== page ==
Berkshire Hathaway fined for alleged Iran sanctions violations
A foreign subsidiary of Berkshire Hathaway appears to have violated US sanctions on Iran, the Treasury Department said Tuesday.Posted — Updated
Berkshire, the conglomerate run by the legendary investor Warren Buffett, agreed to pay $4.1 million to settle its potential civil liability over the matter.
The Treasury Department said that between late 2012 and early 2016, Iscar Turkey, the Berkshire subsidiary, "knowingly engaged" in transactions with people subject to US sanctions on Iran, calling it an "egregious case."
The alleged actions would go against US sanctions that prohibited entities owned or controlled by Americans from doing business directly or indirectly with the government of Iran or people subject to the jurisdiction of the government of Iran. The sanctions were designed to pressure Iran to give up its nuclear ambitions.
Specifically, regulators said Iscar Turkey sold metal-cutting tools and related disposable inserts to two Turkish companies despite knowing that the goods would later get supplied to an Iranian distributor. From there, the goods were sent to entities later identified by Berkshire as meeting the definition of the government of Iran, according to the settlement.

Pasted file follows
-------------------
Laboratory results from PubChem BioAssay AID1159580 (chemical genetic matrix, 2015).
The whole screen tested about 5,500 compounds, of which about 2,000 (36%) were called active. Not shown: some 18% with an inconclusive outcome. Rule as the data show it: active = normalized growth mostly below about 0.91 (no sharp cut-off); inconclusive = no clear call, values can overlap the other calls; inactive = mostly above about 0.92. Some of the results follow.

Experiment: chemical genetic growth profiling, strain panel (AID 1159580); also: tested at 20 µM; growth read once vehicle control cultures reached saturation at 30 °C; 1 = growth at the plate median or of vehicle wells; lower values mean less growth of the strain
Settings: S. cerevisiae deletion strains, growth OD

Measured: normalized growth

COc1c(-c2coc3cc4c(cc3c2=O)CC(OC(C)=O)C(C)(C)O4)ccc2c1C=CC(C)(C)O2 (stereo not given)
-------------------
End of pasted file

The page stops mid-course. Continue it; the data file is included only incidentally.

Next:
Berkshire Hathaway, based in Omaha, Nebraska, appears not to have been aware of the conduct by its Turkish business, Treasury said.
"Iscar Turkey took steps to obfuscate its dealings with Iran, including concealing these activities from Berkshire," the settlement alleged. "Iscar Turkey's conduct in this matter, as further detailed below, represents particularly serious apparent violations of the law calling for a strong enforcement action."
The subsidiary "demonstrated a pattern of conduct by knowingly engaging in prohibited dealings for approximately three years," the Treasury Department alleged.
The Treasury Department gave Berkshire credit for "voluntarily" disclosing the apparent violations, cooperating with the investigation and "replacing personnel complicit" in the conduct.
The Turkish business is part of IMC International Metalworking Cos., which Berkshire acquired an 80% stake in for $4 billion in 2006. Then, in 2013, Berkshire spent more than $2 billion to buy the rest of the company.
Berkshire did not immediately respond to a request for comment.
Buffett, whose net worth Forbes pegs at nearly $80 billion, is not mentioned by name in the settlement.
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